It does not because that is only half the story and part of the story of the final arc.
The Head and the Heart.
In order to get Sarah back, Chuck needs to win both her head and her heart. He wins Sarah’s head in 24 hours (5.12 Sarah) and, after a two-week hiatus, Sarah’s heart in four days (5.13 Goodbye).
Chuck wins Sarah without the Intersect, which, in fact, costs him Sarah on that roof of the concert hall.
And that roof scene is a callback to another roof scene, the one in the very first episode, and is there to highlight Chuck’s character growth and full acceptance of his hero’s calling, even if it’s at the cost of his own happiness.
“But wait,” you say, “Chuck is intersected when he gets Sarah back on that beach!” Yes, but the Intersect plays no part in Sarah’s decision-making process. In fact, she leaves Intersected Chuck after the bomb defusing and again the next day to go find herself. The Intersect is only important in that Chuck has proved time and time again that he’s the only one who can handle its power and thus the only one who deserves it, even though season 5 proves he doesn’t need it. The Intersect is his reward. And he’s proved time and time again that he’s the only one who truly and selflessly loves Sarah and thus the only one who deserves her. Sarah is his reward. And with that sigh right before asking Chuck to tell her their story, Sarah finally lets go of agent Walker (her old self) and puts her faith in Chuck, which was always her defining characteristic, and is rewarded with all kinds of powerful memory-sparking emotions as Chuck recounts their journey and then a magical kiss. Memories, love, and Chuck (“her life” that was stolen by Quinn) are her reward.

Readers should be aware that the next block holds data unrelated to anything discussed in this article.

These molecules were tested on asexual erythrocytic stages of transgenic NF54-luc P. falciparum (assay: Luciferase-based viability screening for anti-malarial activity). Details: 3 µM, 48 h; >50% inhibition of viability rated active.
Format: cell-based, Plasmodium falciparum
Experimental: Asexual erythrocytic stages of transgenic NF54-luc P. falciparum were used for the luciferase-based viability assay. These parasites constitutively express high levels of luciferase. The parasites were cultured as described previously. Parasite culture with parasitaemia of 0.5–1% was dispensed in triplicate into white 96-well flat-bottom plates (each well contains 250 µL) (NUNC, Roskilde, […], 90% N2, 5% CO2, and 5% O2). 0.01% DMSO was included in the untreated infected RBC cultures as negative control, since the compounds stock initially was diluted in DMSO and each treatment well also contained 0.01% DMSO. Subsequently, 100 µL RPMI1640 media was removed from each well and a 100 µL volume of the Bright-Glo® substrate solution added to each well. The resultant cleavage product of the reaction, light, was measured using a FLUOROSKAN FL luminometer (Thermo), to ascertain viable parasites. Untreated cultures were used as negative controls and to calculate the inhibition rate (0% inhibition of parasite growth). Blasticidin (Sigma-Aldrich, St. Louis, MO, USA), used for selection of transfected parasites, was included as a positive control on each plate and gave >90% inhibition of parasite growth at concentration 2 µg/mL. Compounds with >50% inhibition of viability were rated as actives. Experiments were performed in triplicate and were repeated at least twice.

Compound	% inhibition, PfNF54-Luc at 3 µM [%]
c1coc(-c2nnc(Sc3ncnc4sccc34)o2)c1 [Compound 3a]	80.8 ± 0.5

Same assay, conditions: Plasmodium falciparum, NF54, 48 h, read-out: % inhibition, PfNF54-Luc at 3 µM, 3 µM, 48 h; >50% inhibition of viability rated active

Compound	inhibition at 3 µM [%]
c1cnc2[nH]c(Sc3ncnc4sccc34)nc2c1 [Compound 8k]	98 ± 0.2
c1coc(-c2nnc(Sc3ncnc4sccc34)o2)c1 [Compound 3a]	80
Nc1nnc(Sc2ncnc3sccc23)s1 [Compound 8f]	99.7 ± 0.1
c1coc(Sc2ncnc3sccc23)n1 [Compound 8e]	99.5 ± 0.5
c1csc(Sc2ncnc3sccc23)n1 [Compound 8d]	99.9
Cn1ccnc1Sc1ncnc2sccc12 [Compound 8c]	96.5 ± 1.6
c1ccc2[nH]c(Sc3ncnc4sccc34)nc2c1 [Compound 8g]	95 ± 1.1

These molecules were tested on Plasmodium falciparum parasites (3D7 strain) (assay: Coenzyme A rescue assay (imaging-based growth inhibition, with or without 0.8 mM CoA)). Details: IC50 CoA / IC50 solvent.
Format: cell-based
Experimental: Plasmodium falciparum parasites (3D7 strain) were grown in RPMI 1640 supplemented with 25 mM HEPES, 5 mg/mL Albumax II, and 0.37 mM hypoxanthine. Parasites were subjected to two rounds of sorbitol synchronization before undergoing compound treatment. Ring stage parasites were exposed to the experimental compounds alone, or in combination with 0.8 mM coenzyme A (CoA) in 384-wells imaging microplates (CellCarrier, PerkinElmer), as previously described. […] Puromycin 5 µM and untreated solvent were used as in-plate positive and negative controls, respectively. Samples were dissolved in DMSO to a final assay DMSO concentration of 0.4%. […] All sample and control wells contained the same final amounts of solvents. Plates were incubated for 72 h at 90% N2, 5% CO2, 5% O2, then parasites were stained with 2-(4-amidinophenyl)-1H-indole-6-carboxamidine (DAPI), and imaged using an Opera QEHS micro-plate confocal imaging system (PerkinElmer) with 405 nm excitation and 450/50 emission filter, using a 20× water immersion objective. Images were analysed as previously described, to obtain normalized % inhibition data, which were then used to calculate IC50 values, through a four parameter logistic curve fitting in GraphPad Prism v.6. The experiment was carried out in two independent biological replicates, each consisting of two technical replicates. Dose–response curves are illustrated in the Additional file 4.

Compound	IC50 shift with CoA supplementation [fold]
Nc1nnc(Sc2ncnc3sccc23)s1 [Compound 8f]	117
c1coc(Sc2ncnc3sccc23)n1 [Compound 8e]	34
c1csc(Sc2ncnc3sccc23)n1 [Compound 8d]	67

Chuck ends up with both power and love on that beach because he has completed his journey from boy (S1) to cowboy (S2) to warrior (S3) to lover (S3) to king (S4) to sage (S5) and deserves both.
Thus, Chuck gets Sarah back without the Intersect but with a little help from his friends. Why his friends? Because caring about people, making connections, building relationships is a huge part about what, in Sarah’s own words, makes Chuck great.
Remember Bryce’s words in 1.10 Nemesis? “I got one friend in the world. You got a home and a store full of them.”
Remember Shaw’s words to Chuck in 3.04 Operation Awesome, “family and friends make us vulnerable, unable to pull the trigger”? Chuck shows again and again that, with him, it’s the opposite. Family and friends are his strength; every time he faces Shaw as an enemy, Shaw underestimates Chuck’s family and friends and is defeated by Chuck with the help of family and friends.
And in the final episode, literally everybody is involved in Chuck’s final mission of finding and then getting Sarah back (and defeating Quinn in the process), from the nerd herders and even the extras to Chuck’s whole family and friends. It’s a concerted effort at a concert.
The final episode is a celebration of togetherness as the ultimate source of strength and a collective goodbye to us viewers (that’s why everybody goes their own way at the end).
And that is what makes Chuck great. And what makes it hard to say goodbye.